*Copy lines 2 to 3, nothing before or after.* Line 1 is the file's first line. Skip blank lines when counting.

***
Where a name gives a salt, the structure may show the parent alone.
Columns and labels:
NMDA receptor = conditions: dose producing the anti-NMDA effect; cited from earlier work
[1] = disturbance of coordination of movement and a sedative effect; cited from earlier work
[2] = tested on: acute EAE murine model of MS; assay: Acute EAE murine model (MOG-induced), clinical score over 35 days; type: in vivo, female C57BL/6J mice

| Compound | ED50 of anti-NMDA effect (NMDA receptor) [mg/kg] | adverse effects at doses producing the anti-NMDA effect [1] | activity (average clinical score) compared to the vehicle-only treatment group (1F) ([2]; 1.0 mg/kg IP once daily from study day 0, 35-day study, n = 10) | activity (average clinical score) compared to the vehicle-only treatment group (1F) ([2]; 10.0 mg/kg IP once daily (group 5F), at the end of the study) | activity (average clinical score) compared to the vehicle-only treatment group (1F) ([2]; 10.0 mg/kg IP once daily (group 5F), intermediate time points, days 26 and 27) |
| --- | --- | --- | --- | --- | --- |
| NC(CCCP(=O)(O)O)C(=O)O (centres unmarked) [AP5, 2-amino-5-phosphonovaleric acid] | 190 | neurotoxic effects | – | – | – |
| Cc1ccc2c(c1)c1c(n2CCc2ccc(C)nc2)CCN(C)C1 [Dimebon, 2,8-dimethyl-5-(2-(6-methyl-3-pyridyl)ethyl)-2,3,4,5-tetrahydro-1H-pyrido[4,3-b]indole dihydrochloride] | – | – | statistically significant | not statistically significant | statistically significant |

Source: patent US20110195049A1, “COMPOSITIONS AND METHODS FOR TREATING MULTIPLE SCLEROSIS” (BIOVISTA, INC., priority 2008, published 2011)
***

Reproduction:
Columns and labels:
NMDA receptor = conditions: dose producing the anti-NMDA effect; cited from earlier work